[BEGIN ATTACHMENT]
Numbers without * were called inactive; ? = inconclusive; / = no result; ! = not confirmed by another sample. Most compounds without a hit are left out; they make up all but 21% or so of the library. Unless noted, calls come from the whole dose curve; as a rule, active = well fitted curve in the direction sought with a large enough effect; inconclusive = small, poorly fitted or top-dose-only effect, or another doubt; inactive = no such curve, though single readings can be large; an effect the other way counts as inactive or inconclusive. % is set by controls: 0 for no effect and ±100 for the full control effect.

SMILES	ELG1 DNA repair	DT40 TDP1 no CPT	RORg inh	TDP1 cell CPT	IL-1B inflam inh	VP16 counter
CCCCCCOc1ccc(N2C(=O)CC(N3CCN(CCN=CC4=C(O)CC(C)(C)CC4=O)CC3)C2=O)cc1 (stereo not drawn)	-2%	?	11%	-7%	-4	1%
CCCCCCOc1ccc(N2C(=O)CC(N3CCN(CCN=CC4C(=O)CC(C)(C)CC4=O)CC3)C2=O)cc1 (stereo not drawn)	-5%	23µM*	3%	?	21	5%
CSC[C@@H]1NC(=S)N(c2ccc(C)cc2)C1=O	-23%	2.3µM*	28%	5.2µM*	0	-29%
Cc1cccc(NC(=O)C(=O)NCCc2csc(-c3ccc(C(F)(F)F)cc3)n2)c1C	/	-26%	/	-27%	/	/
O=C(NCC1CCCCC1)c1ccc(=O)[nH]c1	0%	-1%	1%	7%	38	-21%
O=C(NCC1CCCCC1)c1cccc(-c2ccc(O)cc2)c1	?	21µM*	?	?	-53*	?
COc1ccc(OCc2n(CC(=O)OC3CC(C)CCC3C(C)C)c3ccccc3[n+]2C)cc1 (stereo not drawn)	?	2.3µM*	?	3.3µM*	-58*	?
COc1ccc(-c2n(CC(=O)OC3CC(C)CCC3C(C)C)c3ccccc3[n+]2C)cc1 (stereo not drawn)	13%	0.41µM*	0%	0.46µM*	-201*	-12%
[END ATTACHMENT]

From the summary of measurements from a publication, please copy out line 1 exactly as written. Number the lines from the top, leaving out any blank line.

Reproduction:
Numbers without * were called inactive; ? = inconclusive; / = no result; ! = not confirmed by another sample. Most compounds without a hit are left out; they make up all but 21% or so of the library. Unless noted, calls come from the whole dose curve; as a rule, active = well fitted curve in the direction sought with a large enough effect; inconclusive = small, poorly fitted or top-dose-only effect, or another doubt; inactive = no such curve, though single readings can be large; an effect the other way counts as inactive or inconclusive. % is set by controls: 0 for no effect and ±100 for the full control effect.